Separable partial differential equation

A separable partial differential equation (PDE) is one that can be broken into a set of separate equations of lower dimensionality (fewer independent variables) by a method of separation of variables. This generally relies upon the problem having some special form or symmetry. In this way, the PDE can be solved by solving a set of simpler PDEs, or even ordinary differential equations (ODEs) if the problem can be broken down into one-dimensional equations.

The most common form of separation of variables is simple separation of variables in which a solution is obtained by assuming a solution of the form given by a product of functions of each individual coordinate.There is a special form of separation of variables called R-separation of variables which is accomplished by writing the solution as a particular fixed function of the coordinates multiplied by a product of functions of each individual coordinate. Laplace's equation on {\mathbb R}^n is an example of a partial differential equation which admits solutions through R-separation of variables; in the three-dimensional case this uses 6-sphere coordinates.

(This should not be confused with the case of a separable ODE, which refers to a somewhat different class of problems that can be broken into a pair of integrals; see separation of variables.)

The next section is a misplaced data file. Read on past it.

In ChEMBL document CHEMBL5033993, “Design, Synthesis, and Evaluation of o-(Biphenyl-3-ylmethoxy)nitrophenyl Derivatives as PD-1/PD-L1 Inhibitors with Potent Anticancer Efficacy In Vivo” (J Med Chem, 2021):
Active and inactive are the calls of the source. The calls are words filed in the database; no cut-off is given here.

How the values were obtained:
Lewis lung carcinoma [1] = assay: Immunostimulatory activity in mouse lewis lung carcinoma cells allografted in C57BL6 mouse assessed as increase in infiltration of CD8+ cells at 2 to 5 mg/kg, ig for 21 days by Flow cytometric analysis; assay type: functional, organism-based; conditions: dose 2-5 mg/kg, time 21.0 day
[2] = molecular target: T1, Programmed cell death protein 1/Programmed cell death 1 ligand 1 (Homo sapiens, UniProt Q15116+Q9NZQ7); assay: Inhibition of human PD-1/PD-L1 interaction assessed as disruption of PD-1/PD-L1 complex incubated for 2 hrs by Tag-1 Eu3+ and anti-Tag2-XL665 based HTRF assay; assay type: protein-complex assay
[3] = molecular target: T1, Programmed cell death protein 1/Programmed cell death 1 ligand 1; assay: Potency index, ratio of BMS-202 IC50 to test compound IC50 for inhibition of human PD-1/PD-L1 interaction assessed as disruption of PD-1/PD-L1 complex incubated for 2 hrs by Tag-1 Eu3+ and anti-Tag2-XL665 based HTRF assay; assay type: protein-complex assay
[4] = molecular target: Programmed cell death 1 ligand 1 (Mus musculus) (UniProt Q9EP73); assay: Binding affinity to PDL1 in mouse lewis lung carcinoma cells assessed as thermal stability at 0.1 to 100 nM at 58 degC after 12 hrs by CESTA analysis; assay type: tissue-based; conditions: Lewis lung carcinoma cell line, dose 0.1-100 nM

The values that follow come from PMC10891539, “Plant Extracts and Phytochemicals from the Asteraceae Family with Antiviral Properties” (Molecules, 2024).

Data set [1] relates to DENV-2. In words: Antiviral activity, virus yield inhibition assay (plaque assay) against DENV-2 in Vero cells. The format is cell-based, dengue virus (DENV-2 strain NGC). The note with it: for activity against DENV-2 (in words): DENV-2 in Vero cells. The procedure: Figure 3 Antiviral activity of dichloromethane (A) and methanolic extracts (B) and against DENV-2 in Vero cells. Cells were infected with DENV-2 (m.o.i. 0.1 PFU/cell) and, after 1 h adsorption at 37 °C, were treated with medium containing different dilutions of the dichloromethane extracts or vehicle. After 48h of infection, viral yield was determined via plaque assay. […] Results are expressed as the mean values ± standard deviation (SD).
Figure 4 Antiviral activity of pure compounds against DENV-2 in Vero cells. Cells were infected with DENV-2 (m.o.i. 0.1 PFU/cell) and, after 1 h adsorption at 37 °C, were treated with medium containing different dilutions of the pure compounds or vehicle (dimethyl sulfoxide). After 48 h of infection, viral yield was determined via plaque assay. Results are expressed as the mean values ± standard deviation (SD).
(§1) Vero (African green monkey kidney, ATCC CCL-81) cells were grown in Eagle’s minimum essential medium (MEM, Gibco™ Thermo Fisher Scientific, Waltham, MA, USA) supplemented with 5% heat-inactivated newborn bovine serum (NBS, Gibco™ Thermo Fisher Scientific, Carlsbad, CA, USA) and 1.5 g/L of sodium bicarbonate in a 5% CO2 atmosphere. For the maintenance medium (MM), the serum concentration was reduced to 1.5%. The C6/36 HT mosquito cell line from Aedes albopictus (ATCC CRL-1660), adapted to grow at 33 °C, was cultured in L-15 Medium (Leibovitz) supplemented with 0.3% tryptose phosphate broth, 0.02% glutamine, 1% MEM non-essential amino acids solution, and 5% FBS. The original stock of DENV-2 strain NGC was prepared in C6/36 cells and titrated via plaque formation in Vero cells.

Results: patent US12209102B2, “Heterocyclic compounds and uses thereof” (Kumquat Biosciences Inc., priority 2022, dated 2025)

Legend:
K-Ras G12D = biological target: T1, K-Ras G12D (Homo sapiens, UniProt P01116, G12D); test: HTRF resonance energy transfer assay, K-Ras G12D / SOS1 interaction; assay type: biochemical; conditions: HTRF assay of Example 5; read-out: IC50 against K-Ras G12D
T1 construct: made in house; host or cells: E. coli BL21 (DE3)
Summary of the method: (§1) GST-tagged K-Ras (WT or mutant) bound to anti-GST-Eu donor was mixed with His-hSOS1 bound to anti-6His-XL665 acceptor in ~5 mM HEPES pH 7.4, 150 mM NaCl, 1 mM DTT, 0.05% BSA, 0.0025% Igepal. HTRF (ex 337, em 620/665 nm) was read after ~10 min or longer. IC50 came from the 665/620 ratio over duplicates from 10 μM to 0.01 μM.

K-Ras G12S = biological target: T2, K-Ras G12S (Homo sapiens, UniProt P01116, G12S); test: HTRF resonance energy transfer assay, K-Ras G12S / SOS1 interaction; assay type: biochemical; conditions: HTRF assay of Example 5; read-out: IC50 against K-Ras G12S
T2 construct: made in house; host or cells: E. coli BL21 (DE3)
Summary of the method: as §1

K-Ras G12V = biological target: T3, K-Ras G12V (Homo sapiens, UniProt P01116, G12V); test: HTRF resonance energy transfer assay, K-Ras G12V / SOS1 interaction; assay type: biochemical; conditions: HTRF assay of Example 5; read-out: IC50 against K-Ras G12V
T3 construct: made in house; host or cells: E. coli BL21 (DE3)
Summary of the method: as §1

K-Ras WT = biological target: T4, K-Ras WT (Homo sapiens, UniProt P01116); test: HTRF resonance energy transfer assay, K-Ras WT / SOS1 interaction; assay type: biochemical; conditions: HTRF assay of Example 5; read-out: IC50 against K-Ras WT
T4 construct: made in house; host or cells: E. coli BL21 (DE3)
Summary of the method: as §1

For example, consider the time-independent Schrödinger equation

[-\nabla^2 + V(\mathbf{x})]\psi(\mathbf{x}) = E\psi(\mathbf{x})

for the function \psi(\mathbf{x}) (in dimensionless units, for simplicity). (Equivalently, consider the inhomogeneous Helmholtz equation.) If the function V(\mathbf{x}) in three dimensions is of the form

V(x_1,x_2,x_3) = V_1(x_1) + V_2(x_2) + V_3(x_3),

then it turns out that the problem can be separated into three one-dimensional ODEs for functions \psi_1(x_1), \psi_2(x_2), and \psi_3(x_3), and the final solution can be written as \psi(\mathbf{x}) = \psi_1(x_1) \cdot \psi_2(x_2) \cdot \psi_3(x_3). (More generally, the separable cases of the Schrödinger equation were enumerated by Eisenhart in 1948.[1])


  1. L. P. Eisenhart, "Enumeration of potentials for which one-particle Schrodinger equations are separable," Phys. Rev. 74, 87-89 (1948).
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